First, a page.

A lot or a little?
The parents' guide to what's in this TV show.
What parents need to know
Parents need to know that TripTank is an animated series that relies on graphic violence, explicit sexual themes, and excessive strong language to entertain. In other words, it's definitely not for impressionable kids. The fact that characters are murdered in bloody fashion (with guns, by crushing and impaling) is meant to be funny, as are frequent scenes of dismemberment and other intentional violence. Sexuality is explored through issues such as bestiality, sodomy, and child abuse, all of which are presented in a comical fashion. Animals are shown engaging in the act itself, and people talk about everything from having sex with multiple partners to bedroom habits such as bondage and masochism. Expect pervasive language, too, such as "a--hole," "Goddamn it," "son of a bitch," and a long list of others, with only "f--k" warranting bleeps.
- Parents say
- Kids say
What's the story?
TRIPTANK is an anthological series of animated shorts that mixes singular and recurring characters from a variety of accomplished creators. Blending human and creature characters and featuring multiple animation styles, the shorts star the likes of a suicidal chicken who grapples with life's disappointments, killer bees who try to discern whether or not they're really homicidal, and an accident-prone fox who invents elaborate processes by which he can kill a meal. Each half-hour episode incorporates about a dozen of these brief skits in rapid-fire succession.
Is it any good?
Because TripTank is a medley of stories from a pool of creators who count the likes of Saturday Night Live, Brickleberry, and Breaking Bad among their resume highlights, it's impossible to know what to expect at the start of each short. Of course, that's by design, as much of the show's entertainment value relates to the stories' ability to shock viewers with their edginess. In other words, it's no accident when three aliens swindle an elderly woman into an orgy so their magical semen can heal her cancer. This is the kind of entertainment the show's creators have set out to cultivate, and the end result isn't without laughs, but it is decidedly above the threshold of what's acceptable for many teens.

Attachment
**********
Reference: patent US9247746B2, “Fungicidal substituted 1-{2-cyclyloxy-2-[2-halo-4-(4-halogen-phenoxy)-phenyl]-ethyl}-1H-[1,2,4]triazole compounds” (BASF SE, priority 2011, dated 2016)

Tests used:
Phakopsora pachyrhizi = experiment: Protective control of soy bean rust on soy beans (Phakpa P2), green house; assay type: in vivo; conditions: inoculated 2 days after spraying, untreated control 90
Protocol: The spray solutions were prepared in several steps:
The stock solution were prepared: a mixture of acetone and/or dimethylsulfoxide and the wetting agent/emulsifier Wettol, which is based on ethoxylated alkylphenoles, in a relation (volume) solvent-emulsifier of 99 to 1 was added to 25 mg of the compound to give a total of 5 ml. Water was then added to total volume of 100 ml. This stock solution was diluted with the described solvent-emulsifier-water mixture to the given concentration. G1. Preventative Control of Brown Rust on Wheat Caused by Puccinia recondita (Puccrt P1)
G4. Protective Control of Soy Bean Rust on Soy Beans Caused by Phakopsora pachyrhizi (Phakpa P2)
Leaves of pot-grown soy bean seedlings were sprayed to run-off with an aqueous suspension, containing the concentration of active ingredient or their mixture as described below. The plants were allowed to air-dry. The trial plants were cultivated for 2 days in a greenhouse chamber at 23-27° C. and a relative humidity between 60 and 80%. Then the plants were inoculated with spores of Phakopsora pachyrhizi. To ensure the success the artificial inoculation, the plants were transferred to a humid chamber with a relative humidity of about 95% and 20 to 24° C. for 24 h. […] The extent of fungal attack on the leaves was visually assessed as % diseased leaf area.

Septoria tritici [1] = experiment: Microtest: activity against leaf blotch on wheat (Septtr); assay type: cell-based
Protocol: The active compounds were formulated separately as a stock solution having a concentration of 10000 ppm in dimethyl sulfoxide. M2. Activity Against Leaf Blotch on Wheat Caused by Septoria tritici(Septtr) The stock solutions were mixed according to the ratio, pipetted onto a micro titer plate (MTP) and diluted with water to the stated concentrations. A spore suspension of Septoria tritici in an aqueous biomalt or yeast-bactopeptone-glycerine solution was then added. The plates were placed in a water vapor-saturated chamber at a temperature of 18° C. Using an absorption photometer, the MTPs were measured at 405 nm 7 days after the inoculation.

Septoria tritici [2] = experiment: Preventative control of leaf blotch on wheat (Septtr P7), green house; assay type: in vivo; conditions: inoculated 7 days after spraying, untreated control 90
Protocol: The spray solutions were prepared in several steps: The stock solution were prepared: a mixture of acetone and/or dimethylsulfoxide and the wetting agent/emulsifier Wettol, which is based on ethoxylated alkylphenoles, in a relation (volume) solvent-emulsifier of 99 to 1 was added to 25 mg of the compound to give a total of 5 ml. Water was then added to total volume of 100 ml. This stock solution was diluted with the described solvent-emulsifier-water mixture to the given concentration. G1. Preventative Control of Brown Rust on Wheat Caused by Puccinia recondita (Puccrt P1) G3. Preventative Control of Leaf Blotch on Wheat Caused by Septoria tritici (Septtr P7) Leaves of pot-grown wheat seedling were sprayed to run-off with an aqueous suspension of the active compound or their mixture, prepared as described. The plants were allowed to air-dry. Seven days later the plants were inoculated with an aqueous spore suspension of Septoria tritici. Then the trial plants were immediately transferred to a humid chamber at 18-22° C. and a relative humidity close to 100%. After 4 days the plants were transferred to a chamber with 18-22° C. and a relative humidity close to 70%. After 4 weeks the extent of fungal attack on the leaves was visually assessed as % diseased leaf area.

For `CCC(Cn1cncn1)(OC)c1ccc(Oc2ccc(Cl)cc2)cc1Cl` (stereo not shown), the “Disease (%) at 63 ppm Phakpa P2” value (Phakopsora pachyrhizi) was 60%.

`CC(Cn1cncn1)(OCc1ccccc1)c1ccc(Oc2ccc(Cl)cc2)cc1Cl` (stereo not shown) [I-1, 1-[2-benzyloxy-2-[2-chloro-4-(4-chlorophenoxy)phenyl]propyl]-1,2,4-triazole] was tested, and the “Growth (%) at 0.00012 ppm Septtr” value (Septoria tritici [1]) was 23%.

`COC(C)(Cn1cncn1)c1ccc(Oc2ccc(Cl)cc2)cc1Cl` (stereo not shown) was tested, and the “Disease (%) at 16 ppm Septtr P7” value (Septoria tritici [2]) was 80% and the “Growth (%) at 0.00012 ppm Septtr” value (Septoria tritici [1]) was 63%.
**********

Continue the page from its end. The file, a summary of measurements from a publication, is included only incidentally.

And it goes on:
To its credit, TripTank's breakneck pace and use of many animated styles keeps the show interesting, and it boasts a talented voice cast. Also, when it comes down to it, it's hard not to chuckle over some of the skits, racy or violent though they are. For adults looking to mix up their comedy intake, this edgy show might fill a niche, but you'll likely want to save it for long after your kids are in bed.
Talk to your kids about ...
Families can talk about the kinds of messages explicit series such as this one send to viewers. Could any of the characters' behavior be considered responsible? Besides pure entertainment, is there a point to any of the content?
How does this show's presentation of sexuality compare to what you know to be acceptable? To what extent does the media influence teens' impression of appropriate sexual behavior? Do you ever see examples of positive sexual themes in shows or movies you watch?
Why do TV ratings exist? Do you think they do enough to educate viewers about the kind of content they can expect from a show? What else could (or should) be done in a case like this one to give parents a heads-up on what's coming on the show?
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